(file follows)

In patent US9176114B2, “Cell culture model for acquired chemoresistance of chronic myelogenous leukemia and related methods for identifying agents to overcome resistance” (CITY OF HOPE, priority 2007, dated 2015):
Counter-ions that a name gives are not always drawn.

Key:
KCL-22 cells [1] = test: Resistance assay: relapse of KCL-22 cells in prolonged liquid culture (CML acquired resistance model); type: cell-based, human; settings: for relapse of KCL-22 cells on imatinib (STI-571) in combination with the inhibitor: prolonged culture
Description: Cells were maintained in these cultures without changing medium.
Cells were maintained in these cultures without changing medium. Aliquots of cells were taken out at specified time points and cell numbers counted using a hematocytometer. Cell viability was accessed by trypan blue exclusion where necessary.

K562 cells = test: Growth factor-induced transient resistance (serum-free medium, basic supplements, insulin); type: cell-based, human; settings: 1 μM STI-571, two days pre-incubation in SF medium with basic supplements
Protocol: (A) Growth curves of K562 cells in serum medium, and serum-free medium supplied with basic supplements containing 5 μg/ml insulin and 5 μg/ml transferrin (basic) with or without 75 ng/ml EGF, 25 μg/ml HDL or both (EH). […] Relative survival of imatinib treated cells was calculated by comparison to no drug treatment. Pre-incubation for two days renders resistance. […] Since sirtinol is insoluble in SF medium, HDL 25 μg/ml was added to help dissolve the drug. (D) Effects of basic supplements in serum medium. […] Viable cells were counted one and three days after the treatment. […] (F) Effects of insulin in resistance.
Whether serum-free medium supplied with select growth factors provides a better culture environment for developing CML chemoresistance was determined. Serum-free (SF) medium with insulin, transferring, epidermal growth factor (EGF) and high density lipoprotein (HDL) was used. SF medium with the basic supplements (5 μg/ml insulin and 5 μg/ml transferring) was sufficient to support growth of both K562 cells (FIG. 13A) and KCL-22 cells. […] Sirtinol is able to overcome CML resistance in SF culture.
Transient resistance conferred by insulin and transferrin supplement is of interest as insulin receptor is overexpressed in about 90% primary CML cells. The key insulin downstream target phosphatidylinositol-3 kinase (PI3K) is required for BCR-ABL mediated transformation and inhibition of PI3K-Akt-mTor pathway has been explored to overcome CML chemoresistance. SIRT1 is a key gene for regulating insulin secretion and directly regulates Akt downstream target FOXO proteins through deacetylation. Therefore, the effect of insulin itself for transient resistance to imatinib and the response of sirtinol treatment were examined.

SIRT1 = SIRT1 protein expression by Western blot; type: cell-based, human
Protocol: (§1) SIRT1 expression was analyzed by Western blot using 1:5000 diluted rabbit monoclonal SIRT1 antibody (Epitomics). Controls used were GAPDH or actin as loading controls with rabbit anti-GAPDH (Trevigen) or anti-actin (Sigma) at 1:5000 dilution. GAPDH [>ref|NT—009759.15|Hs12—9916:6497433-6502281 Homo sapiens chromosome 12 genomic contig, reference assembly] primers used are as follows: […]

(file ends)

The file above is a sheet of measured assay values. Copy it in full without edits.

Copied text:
In patent US9176114B2, “Cell culture model for acquired chemoresistance of chronic myelogenous leukemia and related methods for identifying agents to overcome resistance” (CITY OF HOPE, priority 2007, dated 2015):
Counter-ions that a name gives are not always drawn.

Key:
KCL-22 cells [1] = test: Resistance assay: relapse of KCL-22 cells in prolonged liquid culture (CML acquired resistance model); type: cell-based, human; settings: for relapse of KCL-22 cells on imatinib (STI-571) in combination with the inhibitor: prolonged culture
Description: Cells were maintained in these cultures without changing medium.
Cells were maintained in these cultures without changing medium. Aliquots of cells were taken out at specified time points and cell numbers counted using a hematocytometer. Cell viability was accessed by trypan blue exclusion where necessary.

K562 cells = test: Growth factor-induced transient resistance (serum-free medium, basic supplements, insulin); type: cell-based, human; settings: 1 μM STI-571, two days pre-incubation in SF medium with basic supplements
Protocol: (A) Growth curves of K562 cells in serum medium, and serum-free medium supplied with basic supplements containing 5 μg/ml insulin and 5 μg/ml transferrin (basic) with or without 75 ng/ml EGF, 25 μg/ml HDL or both (EH). […] Relative survival of imatinib treated cells was calculated by comparison to no drug treatment. Pre-incubation for two days renders resistance. […] Since sirtinol is insoluble in SF medium, HDL 25 μg/ml was added to help dissolve the drug. (D) Effects of basic supplements in serum medium. […] Viable cells were counted one and three days after the treatment. […] (F) Effects of insulin in resistance.
Whether serum-free medium supplied with select growth factors provides a better culture environment for developing CML chemoresistance was determined. Serum-free (SF) medium with insulin, transferring, epidermal growth factor (EGF) and high density lipoprotein (HDL) was used. SF medium with the basic supplements (5 μg/ml insulin and 5 μg/ml transferring) was sufficient to support growth of both K562 cells (FIG. 13A) and KCL-22 cells. […] Sirtinol is able to overcome CML resistance in SF culture.
Transient resistance conferred by insulin and transferrin supplement is of interest as insulin receptor is overexpressed in about 90% primary CML cells. The key insulin downstream target phosphatidylinositol-3 kinase (PI3K) is required for BCR-ABL mediated transformation and inhibition of PI3K-Akt-mTor pathway has been explored to overcome CML chemoresistance. SIRT1 is a key gene for regulating insulin secretion and directly regulates Akt downstream target FOXO proteins through deacetylation. Therefore, the effect of insulin itself for transient resistance to imatinib and the response of sirtinol treatment were examined.

SIRT1 = SIRT1 protein expression by Western blot; type: cell-based, human
Protocol: (§1) SIRT1 expression was analyzed by Western blot using 1:5000 diluted rabbit monoclonal SIRT1 antibody (Epitomics). Controls used were GAPDH or actin as loading controls with rabbit anti-GAPDH (Trevigen) or anti-actin (Sigma) at 1:5000 dilution. GAPDH [>ref|NT—009759.15|Hs12—9916:6497433-6502281 Homo sapiens chromosome 12 genomic contig, reference assembly] primers used are as follows: […]